Here it is relevant to consider history in general and as a person exiled from Argentina, I often heard of the difference between the Official Story and the story from below. Around the dinner table we were told that the Official Story often leaves important parts out. In a way, we were encouraged to consider both the Official Story as well as the story from below. We were definitely from south of the border and this border crossed us more than we crossed it. We were forced to flee our homeland and run into the arms of the north. Growing up I also felt like I was between worlds. I felt like I did not belong anywhere. There was this idea of in-between, I felt like I was in a type of borderlands.

Going back to Anzaldúa’s, she defies borders as: “Borders are set up to define the places that are safe and unsafe, to distinguish us from them. A border is a dividing line, a narrow strip along a steep edge” (Anzaldúa 25). Here we get the idea that borders are meant to separate. But Anzaldúa goes on to describe people, places, and things that occur within the zone of the border, identities that are forever trapped and multiple in the same instant. This is also what Kafai gets at when she creates “The Mad Border Body.” This is a body that is on the border of mad and sane, or perhaps both and neither in the same instant. There is the idea of being on the border, neither here nor there, but somehow everywhere. Like the idea that if the universe is infinite than everywhere is the center. The border has no center and is also, all center at the same time.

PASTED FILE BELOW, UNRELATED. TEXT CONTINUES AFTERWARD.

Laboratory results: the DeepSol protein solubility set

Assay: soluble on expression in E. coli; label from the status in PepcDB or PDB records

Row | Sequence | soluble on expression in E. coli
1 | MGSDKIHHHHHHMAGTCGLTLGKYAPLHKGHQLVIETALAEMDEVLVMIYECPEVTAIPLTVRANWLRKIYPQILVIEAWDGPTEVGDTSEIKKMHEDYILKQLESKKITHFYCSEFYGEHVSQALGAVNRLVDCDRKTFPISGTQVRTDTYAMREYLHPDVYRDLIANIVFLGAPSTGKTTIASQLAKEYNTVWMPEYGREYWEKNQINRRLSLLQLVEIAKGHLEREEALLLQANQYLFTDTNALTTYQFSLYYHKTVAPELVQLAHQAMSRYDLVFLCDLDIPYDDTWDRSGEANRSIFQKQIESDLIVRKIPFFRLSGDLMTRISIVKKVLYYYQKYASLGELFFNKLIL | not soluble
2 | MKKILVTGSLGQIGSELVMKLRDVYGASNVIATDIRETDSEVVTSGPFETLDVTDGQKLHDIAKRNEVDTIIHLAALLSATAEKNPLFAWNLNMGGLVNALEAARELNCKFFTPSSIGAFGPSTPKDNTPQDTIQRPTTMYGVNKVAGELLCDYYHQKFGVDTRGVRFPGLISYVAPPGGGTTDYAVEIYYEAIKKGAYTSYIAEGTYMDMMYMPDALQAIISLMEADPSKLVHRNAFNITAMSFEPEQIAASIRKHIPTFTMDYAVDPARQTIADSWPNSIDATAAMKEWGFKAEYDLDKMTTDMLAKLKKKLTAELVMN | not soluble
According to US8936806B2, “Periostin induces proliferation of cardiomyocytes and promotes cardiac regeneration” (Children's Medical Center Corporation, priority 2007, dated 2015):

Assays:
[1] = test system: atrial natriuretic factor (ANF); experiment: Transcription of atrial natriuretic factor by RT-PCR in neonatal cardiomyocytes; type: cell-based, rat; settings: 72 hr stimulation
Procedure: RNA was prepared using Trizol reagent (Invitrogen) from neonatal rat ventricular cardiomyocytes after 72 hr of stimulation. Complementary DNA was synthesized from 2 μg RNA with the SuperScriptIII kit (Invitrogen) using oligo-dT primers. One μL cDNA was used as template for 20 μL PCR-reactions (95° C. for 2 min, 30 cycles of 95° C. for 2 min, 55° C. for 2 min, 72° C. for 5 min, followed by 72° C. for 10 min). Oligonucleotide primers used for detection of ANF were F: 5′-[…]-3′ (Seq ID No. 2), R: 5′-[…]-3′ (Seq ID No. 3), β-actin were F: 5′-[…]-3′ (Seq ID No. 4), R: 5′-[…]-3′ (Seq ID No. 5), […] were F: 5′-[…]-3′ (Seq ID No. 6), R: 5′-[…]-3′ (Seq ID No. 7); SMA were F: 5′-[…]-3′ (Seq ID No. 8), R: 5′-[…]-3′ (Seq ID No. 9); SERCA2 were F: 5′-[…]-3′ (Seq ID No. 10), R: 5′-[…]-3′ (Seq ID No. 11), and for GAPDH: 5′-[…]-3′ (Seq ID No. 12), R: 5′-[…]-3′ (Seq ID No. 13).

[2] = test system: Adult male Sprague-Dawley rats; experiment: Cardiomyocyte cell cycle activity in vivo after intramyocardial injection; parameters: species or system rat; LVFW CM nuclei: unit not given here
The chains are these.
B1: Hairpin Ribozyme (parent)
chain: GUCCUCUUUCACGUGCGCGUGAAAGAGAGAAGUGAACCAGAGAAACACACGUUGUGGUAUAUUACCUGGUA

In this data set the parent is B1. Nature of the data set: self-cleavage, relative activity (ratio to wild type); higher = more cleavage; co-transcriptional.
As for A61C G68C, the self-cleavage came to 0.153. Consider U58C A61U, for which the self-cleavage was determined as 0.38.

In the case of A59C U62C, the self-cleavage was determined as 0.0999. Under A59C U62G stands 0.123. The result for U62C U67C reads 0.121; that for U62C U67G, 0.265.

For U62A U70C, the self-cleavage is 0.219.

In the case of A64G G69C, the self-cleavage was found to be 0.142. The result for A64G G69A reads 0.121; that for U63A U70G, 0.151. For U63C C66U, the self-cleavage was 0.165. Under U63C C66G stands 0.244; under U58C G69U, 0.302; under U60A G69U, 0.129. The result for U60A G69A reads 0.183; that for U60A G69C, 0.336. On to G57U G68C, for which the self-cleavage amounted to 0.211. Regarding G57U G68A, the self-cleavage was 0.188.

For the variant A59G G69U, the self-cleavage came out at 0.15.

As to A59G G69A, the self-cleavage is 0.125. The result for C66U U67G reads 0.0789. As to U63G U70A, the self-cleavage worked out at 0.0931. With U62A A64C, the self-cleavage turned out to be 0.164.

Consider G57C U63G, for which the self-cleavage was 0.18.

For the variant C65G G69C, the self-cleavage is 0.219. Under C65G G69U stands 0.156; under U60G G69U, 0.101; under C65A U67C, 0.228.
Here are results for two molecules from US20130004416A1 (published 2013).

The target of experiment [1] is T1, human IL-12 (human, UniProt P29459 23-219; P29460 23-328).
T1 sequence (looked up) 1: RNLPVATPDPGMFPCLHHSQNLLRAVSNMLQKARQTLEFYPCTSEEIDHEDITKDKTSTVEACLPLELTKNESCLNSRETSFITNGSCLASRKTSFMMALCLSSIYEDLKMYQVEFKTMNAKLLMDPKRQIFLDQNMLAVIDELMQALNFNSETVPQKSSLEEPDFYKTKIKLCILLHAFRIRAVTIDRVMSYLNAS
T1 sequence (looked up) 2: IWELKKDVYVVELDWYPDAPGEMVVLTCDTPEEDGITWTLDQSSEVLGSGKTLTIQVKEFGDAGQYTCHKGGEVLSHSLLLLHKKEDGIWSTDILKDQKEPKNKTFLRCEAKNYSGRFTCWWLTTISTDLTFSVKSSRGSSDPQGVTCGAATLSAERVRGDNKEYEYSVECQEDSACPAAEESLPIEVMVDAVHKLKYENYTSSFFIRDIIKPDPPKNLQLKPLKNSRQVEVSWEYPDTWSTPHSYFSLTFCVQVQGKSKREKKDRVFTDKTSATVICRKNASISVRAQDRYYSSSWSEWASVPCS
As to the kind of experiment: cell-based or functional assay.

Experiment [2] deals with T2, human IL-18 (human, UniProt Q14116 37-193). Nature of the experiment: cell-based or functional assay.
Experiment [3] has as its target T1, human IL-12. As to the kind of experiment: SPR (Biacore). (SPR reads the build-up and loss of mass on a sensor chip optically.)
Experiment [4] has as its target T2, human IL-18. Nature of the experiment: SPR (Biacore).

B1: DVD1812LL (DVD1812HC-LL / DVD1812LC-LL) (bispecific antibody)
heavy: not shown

Another fascinating thing to consider about Elena the schizoid-droid machine is where she gets her power source. All machines must have power. But we never get a clear explanation in the novel as to where Elena draws her power. There is lots of reference to the makers of the machine. There are Russo and Macidonio who seem to have built the machine. There is also reference to the Argentino president Juan Peron and his atomic scientists,’ “He even knows quite well that it was being said that he was Richter the atomic physicist, who had tricked general Peron by selling him the secret to make an atomic bomb in Argentina.” (Piglia 115). There are many of these references to scientists and atomic power but there is no clear explanation of where Elena gets her power.

There is also reference to the telepathic power of the State, “The president is crazy and his ministers are all psychopaths. The Argentine state is telepathic. Its intelligence services can read minds from a distance. It can infiltrate the thoughts of the bases:” (Piglia 55). If the Argentine state has this type of power it might be that the makers of Elena used this same power source, a type of psychic power.

Another relevant quote about psychic power is made during a conversation when Junior is on the search for Elena. “There is a certain relationship between telepathic faculties and television,” he said all of a sudden, “the technical—myopic lens of the camera records and transmits the repressed hostile thoughts of the masses and converts them into images”(Piglia 55). While this quote is simply stated by a passer by in a bar close to a train station, it is also relevant. Maybe Elena gets her power from TV stations or some aerial wave, again some sort of psychic power. This is also a likely power source because there is reference to Elena and psychic power throughout the novel, namely the fact that Elena fed Junior, the independent journalist, news before it actually happens.